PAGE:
Each year it feels like the state of the United States couldn’t possibly get any worse. The recent storming of the Capitol isn’t our first fall from grace, but this latest snapshot of political unrest has made “Welcome to America” even more relevant than it was when it was written over a year ago. One of the lyrics in the song is “pray for you on their knees,” a line written long before George Floyd’s murder and politicians praying on their knees instead of driving change. “We wrote that way before it even happened,” says bassist Will O’Connor. “It’s like a Simpsons episode.”
Instead of pointing fingers, Wilmah uses their lyrics and their new video for “Welcome to America” to underscore the chaos of it all. They lay it all on the table, calling out issues from homophobia to gun violence. Wilmah filmed the video with director Alec Ilstrup and a small team of friends in a rented out studio. Filming only took a few hours (but it was brutally hot in New York at the tail end of summer and they had to get up at 5am that morning after staying up until 2am the night before).
“There are these political issues in the world that shouldn’t be political because they’re more human rights issues and that doesn’t feel like it should be involved in politics,” says vocalist/guitarist Matt Connolly. “The big thing is unnecessary violence and unnecessary hatred. We grew up at a time when I would get home from middle school and my mom would be standing in front of the TV and watching coverage of the Sandy Hook shooting. Nothing was ever done about it. There were such tragic things happening and there wasn’t really much action taken.”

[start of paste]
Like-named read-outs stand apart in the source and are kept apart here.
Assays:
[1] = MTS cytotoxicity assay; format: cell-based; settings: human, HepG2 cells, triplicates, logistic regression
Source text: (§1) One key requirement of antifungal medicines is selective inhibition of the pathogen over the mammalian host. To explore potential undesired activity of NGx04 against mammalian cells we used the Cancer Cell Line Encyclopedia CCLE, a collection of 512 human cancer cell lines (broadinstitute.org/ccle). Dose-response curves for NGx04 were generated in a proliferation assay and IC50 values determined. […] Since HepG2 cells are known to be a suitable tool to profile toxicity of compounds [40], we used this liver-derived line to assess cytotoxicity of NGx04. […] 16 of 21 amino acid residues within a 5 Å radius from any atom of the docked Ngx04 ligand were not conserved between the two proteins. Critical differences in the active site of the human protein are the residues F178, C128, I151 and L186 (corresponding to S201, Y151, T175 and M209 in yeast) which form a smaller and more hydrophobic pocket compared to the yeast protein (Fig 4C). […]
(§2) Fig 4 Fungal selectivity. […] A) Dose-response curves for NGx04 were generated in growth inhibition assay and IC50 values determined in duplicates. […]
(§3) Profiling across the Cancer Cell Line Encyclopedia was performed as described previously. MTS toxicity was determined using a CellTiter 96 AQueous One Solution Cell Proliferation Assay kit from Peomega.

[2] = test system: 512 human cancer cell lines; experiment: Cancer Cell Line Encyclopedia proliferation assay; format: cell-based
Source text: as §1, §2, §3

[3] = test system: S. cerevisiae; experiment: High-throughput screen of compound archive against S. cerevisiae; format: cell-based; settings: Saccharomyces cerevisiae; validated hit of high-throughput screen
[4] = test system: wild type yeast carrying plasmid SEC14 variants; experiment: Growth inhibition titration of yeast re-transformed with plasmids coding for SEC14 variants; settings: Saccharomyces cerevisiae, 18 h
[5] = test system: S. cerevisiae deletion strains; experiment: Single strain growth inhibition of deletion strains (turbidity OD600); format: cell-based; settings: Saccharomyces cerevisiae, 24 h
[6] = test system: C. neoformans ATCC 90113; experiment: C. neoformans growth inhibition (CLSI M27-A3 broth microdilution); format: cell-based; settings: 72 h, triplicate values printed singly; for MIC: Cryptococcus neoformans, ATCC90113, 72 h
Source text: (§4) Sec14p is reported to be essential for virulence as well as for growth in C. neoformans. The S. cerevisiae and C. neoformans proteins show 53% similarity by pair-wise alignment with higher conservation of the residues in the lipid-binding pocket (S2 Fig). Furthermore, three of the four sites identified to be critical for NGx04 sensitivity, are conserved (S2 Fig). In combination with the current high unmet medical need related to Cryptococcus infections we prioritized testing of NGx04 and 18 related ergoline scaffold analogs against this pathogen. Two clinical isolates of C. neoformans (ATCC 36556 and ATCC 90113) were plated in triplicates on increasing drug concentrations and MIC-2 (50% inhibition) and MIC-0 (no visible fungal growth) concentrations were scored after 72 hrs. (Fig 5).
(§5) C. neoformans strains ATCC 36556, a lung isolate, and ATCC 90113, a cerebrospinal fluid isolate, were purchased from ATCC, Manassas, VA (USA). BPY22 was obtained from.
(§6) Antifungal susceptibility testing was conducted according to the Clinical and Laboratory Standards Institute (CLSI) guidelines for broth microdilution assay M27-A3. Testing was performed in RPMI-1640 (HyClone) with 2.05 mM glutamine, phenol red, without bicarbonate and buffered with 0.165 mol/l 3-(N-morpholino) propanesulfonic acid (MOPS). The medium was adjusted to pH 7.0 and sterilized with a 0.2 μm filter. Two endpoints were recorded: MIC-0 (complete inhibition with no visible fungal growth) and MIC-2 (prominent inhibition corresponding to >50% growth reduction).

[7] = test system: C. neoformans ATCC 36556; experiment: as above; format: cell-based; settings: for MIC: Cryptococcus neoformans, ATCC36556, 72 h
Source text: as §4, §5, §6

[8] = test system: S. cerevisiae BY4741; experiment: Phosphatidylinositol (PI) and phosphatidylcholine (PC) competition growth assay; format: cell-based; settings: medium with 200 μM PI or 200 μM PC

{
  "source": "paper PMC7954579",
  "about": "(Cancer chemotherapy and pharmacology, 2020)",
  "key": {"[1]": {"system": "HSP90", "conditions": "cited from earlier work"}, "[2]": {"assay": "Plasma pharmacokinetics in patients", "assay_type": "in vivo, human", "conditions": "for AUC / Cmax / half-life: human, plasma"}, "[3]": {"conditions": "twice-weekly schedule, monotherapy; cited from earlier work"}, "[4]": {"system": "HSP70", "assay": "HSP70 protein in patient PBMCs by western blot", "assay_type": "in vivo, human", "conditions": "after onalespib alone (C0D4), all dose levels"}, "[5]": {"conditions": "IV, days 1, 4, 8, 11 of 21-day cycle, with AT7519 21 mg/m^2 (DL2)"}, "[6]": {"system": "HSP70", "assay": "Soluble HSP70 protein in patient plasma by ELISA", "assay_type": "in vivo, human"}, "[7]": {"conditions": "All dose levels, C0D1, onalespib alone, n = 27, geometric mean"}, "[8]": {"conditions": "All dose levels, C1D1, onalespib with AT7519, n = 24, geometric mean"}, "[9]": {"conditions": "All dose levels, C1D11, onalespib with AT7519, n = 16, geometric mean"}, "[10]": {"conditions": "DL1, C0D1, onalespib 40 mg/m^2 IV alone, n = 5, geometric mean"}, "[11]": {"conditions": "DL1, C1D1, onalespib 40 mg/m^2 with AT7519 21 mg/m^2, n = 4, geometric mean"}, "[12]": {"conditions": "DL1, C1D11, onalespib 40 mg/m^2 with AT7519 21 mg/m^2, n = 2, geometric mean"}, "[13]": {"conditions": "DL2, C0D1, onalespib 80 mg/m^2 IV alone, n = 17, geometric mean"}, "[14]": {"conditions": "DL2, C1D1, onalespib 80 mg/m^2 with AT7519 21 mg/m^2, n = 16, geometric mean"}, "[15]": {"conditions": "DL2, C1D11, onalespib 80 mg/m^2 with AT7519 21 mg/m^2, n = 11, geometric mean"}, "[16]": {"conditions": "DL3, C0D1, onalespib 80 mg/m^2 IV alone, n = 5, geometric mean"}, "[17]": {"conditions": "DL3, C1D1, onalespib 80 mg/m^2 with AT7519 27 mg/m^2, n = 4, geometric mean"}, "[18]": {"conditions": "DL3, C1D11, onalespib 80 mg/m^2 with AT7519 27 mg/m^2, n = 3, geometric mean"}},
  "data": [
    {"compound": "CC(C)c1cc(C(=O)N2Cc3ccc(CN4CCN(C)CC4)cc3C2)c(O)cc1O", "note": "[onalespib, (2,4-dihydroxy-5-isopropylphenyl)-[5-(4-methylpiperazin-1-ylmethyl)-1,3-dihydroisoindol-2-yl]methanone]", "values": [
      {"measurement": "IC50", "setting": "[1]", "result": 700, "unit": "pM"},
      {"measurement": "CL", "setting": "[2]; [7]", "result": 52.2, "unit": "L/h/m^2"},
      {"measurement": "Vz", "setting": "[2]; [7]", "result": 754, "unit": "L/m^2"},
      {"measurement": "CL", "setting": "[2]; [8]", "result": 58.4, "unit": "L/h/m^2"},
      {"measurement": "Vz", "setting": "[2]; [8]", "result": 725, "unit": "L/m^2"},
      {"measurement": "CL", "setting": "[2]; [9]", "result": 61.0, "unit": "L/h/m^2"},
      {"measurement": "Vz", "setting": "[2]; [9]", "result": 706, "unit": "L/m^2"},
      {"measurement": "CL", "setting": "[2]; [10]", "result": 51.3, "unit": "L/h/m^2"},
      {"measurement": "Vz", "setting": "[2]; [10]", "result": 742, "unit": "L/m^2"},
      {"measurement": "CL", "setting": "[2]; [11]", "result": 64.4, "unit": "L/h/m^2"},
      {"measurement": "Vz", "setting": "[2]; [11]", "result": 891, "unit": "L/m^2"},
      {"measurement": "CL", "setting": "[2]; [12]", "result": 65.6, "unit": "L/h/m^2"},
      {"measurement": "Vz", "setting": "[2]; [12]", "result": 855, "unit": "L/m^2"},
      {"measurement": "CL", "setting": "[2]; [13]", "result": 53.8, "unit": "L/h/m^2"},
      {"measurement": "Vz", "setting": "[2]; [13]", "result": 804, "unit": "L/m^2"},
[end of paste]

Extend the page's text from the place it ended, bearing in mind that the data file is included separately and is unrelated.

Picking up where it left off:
O’Connor adds that often people claim to be on the right side of things even though they’re not. This was another frustration that inspired “Welcome to America.” “There was someone storming the Capitol building waving around a flag that said ‘Jesus’ on it and we all know that the real reason that they’re storming the Capitol is that they want Trump to remain in office,” says O’Connor.
For Wilmah, the track is a return to their heavier rock and blues roots (roots that they occasionally depart from to make lighter, synth-driven pop). “It’s the perfect way to sonically match and express our anger and match the energy that the lyrics have,” Connolly. Now that they’ve signed with Architects Entertainment Group, Wilmah are plotting a string of releases into the new year that will eventually culminate in an EP. We can expect the rest of the EP to feel a bit lighter and more pop-minded, leaning further into indie rock territory.
Photo courtesy of Alec Ilstrup.